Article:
Severe Storms, Flooding Hit Middle Tennessee

NASHVILLE, Tenn. - A Storm 5 Alert was issued for this weekend as strong storms and flooding hit the area.

Three rounds of storms hit between Friday and Saturday evening. On Saturday, our area was placed under a Flash Flood Watch till 4 a.m. Sunday.

Two counties called off school for Monday as of 10 p.m. Sunday night. Both Hickman County and Decatur County said they would be closed. You can find the complete list of school closings by clicking here.

The main threat to a majority of our area on Saturday was flooding. Many roadways were reported to have water standing as creeks and rivers also crested.

Photos: Storms, Flooding Hit Middle Tennessee

Photos and reports came in from multiple counties of roads that were impassable and creeks that had rushing currents.

In Rutherford County on Saturday, authorities said several roads had closed, including Elam Mill at the slab, County Farm Road, Thompson at Armstrong Valley Road, Stones River at the slab, Mount Herman at Weeks Road, the 5300 block of Epps Mill Road, and the 4300 block of Elam Road and Mount Herman at Bradyville. Several other roadways were listed as impassable.

On Sunday, they warned county roads in Rutherford County were still affected by flood waters.

Officials reminded the public to "turn around, don't drown."

Authorities in Nashville released the following list of roads that were barricaded and closed on Saturday:

  • Culbertson Road in Antioch
  • Bluff Road in Antioch
  • Old Glenrose Avenue in Antioch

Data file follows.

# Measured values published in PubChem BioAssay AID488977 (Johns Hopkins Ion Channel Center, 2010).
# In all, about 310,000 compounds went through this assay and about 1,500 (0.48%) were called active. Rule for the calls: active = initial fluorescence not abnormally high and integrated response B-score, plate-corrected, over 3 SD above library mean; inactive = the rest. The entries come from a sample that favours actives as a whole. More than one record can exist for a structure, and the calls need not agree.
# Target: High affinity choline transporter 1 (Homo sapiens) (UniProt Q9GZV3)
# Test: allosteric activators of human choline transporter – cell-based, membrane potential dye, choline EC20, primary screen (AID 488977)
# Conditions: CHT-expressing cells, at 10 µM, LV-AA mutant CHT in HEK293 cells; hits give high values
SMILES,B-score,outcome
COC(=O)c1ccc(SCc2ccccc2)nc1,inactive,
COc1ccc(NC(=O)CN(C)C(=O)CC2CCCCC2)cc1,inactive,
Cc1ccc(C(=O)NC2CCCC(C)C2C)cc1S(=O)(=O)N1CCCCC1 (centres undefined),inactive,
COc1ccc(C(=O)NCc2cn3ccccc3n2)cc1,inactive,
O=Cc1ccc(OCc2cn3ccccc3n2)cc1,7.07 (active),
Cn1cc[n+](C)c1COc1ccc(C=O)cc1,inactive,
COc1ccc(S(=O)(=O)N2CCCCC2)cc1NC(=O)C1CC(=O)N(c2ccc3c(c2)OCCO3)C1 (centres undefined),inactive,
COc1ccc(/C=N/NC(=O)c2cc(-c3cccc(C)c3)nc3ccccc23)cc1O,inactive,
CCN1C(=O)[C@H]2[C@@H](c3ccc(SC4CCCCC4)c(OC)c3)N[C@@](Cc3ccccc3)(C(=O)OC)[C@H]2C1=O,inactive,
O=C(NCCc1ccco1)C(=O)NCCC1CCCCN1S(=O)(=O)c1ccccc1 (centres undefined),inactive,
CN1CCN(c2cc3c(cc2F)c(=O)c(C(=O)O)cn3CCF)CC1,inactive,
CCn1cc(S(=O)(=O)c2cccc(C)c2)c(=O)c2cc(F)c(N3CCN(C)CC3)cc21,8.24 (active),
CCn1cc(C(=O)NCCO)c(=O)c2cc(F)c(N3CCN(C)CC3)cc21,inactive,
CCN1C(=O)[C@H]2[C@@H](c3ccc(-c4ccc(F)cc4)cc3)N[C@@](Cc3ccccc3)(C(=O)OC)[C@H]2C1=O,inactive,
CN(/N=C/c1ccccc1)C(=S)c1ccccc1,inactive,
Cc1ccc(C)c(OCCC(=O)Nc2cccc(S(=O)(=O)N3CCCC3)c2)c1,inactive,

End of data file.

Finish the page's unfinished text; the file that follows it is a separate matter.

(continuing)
• Newsom Station Road in Bellevue

Officials added they were monitoring other areas that included Stewart’s Ferry Pike and Old Harding Road.

Scattered showers passed through our region Sunday, which brought additional chances for flash flooding. With an excess amount of rain, the ground cannot handle much more, which makes flooding happen easier.

The Harpeth River caused several road closures in Franklin.

Police closed Lewisburg Pike from Stewart Street to Mack Hatcher Parkway around 6 p.m. Saturday. That forced Centennial High School to move its prom from the Carnton Plantation to the Centennial High School gym.

Moran Road and Old Natchez Trace were also closed Saturday due to flash flooding.

On Sunday, officials in Franklin urged citizens to use caution around Harpeth River flooding. 

Officials in Maury County said a car was swept off the roadway on Gillespie Lane on Saturday. They confirmed another vehicle was found in flood waters on Sunday.

Read more: Water Rescue Conducted In Maury County

Dry Creek was overflowing in that area. Signs were placed to indicate the road was closed to traffic.

The first round hit the area Friday afternoon, prompting a Tornado Warning for parts of Bedford, Cannon, Coffee, and Rutherford Counties.

Significant damage in Shelbyville was reported in the path of that storm. On Saturday, officials with the National Weather Service said the damage in Shelbyville was caused by straight-line winds.

The peak winds in that area at the time of the storm on Friday were measured at 65 to 70 miles per hour. The path of the damage stretched approximately 50 yards. A motel roof was damaged, and reports stated an awning was damaged and a tree was blown over at a nearby school.

Round two hit the region during the overnight hours between 1 a.m. and 7 a.m. Saturday as strong storms and torrential rains passed through the Mid-State.

The third and final round made for a soggy Saturday afternoon and evening with storms hitting the area from 1 p.m. to 7 p.m.

The main concern for each of the storms was flooding and downed trees. Saturated soil will not only flood quicker than dry soil, but it can also allow trees to uproot and topple over much easier than normal.

Hail and strong winds were the secondary concern. A few warnings were also issued for tornadoes, but so far, there have been no reports of confirmed tornadoes from the National Weather Service.

Print this article Back to Top